Snappy, bold and visceral’. A debut novel about migrants and racism

Funny Ethnicities
Shirley Le
Confirm Press, $29.99

The precious round marble dining table in Sylvia Nguyen’s childhood home sets the stage for her biggest betrayal yet: her decision to drop out of law school and become a writer. The reactions are both immediate and physical – their ba exclaims, “Do you know why no Vietnamese are becoming artists? Because we’re not idiots!” and shortly afterwards a large blood vessel bursts, probably from the stress.

Her long-suffering cousin Anh Cuong, who became a doctor instead of pursuing his dream of becoming a professional chess player, goes even further: “Our community doesn’t need artists as much as we don’t need drug dealers. We need lawyers, we need doctors, we need a little respect, Sylvia.”

Shirley Le deals with the tensions between a religion like Buddhism and the demands of capitalism.

Shirley Le deals with the tensions between a religion like Buddhism and the demands of capitalism.Credit:

The Vietnamese refugee Nam Le won the Australian Prime Minister’s Literature Prize, which is worth $100,000 The boat made little impression in the small suburb of Yagoona in south-west Sydney, “a place where art and culture die”.

From that moment in the prologue of Funny Ethnicities When Sylvia drops her bombshell announcement, the book catapults back in time – tracing her coming of age through a flush-and-repeat school routine of “class, exams, home, tutoring.”

In the past, time still doesn’t flow linearly – Shirley Le bounces back and forth between memories while Sylvia relives her most humiliating moments (breakups, the numerous ways her body lets her down). Meanwhile, Sylvia lives under the overarching specter of her parents’ unspoken past, occasionally conjured up by her self to impress upon her the greatness of her victim, and almost never by her ba.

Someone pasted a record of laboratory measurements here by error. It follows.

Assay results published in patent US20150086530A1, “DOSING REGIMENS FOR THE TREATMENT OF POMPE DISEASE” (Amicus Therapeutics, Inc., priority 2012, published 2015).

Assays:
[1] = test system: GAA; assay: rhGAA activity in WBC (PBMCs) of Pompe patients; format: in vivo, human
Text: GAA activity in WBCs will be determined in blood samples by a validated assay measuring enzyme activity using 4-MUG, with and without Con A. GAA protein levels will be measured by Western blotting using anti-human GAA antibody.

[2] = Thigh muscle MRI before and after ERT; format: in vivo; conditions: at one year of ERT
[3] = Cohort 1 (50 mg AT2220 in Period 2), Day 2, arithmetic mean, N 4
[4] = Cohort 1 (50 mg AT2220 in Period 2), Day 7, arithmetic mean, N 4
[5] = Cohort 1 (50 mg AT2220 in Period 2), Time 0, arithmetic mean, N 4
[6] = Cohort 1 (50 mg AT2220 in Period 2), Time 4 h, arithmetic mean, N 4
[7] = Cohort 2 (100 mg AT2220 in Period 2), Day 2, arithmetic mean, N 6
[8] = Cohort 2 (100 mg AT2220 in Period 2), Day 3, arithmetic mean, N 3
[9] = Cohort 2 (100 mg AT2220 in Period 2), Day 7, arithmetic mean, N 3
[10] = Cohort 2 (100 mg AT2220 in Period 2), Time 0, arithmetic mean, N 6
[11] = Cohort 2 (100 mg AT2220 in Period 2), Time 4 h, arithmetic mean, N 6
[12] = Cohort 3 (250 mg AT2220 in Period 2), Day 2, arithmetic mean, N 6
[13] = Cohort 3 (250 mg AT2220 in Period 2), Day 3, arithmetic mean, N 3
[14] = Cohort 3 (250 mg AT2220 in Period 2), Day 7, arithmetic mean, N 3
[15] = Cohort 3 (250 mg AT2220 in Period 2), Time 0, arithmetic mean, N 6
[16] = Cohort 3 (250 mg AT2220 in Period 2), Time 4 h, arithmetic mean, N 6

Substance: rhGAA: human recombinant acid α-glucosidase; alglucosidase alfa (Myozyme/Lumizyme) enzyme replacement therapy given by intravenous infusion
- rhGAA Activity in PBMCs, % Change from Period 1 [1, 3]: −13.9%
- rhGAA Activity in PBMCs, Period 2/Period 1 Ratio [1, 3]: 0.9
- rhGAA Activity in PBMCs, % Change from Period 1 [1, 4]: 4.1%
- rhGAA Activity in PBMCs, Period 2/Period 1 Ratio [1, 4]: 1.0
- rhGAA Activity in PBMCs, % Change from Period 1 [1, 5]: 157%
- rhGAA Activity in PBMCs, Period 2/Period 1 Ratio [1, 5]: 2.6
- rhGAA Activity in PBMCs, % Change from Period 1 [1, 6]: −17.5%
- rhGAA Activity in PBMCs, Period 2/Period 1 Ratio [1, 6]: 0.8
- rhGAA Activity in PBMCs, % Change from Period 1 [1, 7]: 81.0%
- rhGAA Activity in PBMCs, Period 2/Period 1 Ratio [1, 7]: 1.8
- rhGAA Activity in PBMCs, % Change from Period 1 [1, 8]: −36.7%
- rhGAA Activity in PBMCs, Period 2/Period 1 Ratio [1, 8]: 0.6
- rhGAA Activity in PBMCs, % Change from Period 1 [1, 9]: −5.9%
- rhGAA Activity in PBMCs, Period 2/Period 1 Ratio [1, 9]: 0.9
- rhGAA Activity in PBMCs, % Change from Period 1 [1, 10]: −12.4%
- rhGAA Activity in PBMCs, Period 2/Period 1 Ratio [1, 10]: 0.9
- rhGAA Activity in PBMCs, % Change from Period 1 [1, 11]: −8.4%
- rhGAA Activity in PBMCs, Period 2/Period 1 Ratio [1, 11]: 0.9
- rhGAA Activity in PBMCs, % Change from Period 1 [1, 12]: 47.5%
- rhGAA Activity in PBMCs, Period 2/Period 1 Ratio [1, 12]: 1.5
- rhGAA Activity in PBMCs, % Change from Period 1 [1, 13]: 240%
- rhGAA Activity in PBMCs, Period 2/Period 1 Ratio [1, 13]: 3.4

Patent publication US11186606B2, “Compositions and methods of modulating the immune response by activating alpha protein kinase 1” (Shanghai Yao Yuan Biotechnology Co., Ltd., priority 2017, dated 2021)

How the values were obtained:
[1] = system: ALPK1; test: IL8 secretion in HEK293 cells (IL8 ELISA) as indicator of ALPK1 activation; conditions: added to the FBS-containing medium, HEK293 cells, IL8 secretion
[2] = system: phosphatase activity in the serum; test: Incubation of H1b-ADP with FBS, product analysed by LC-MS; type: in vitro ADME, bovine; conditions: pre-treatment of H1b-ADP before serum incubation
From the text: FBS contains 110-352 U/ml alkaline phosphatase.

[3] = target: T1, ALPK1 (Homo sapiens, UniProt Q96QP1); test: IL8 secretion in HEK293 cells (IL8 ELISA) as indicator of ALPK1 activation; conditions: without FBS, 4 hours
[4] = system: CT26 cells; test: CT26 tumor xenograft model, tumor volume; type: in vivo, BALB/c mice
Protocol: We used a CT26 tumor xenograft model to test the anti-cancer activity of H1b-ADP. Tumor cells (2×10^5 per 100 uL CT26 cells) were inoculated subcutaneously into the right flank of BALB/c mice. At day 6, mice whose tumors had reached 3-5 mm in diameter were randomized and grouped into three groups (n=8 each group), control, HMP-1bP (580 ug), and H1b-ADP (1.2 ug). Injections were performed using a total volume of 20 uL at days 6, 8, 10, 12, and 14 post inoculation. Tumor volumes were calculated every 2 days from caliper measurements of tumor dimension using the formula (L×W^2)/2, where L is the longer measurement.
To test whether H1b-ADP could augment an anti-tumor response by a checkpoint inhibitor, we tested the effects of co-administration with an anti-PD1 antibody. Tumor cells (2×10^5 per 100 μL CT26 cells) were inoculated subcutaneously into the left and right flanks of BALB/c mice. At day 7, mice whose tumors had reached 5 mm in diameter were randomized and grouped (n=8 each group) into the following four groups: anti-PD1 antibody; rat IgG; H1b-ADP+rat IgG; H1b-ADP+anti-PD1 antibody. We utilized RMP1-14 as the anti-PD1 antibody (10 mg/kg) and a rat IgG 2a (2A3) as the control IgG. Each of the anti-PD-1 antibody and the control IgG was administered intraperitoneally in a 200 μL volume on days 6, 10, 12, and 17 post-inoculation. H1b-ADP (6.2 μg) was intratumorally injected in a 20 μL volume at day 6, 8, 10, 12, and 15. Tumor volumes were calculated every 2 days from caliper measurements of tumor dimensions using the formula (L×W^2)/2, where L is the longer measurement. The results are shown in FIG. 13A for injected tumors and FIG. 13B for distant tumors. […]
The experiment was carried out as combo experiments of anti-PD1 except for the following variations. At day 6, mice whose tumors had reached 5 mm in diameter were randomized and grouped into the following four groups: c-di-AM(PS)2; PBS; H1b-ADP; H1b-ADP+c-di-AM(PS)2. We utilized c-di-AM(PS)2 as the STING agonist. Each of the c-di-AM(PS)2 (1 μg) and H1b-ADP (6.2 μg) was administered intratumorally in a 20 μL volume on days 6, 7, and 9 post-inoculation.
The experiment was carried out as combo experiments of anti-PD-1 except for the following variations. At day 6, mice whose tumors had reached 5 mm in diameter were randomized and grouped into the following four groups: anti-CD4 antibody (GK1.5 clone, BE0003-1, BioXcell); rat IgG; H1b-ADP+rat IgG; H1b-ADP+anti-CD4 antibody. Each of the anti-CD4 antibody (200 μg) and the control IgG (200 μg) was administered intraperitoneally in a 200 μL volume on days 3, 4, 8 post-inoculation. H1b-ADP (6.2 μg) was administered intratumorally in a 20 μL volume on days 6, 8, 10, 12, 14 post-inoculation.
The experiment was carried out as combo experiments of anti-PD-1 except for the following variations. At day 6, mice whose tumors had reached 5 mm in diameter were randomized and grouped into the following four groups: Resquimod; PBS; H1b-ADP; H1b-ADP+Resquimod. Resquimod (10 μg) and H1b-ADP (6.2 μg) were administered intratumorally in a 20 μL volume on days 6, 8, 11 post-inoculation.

The mid-to-late 2000s in a social milieu that morphed from Yagoona, “where bits of blue sky had shrunk between the high-rise apartments housing yups who had been priced out of the Inner West,” to Bankstown and Cabramatta extends, is grounded in the smallest details. It’s the era of Hilary Duff, Mean Girls, bodycon dresses, Peter Pan collars and LimeWire.



Le writes bitingly, boldly and viscerally. Vietnamese words are consistently inserted into the text, with only occasional translations. The humiliations of the teenage years are evoked by Sylvia’s first period, announced on orientation night on her white cargo pants, her brown PE shorts rubbing against her thighs and her shiny stretch marks turning “red like open wounds”.

Sylvia has a “model minority voice” to turn on, but she’s far from a model minority. Despite threading her way into one of Sydney’s select high schools, Sylvia spends most of her teenage years skipping classes with her best friend Tammy and walking around in a fug-like state due to her dysfunctional relationship with food and her body. Snappy, bold and visceral’. A debut novel about migrants and racism

Jaclyn Diaz

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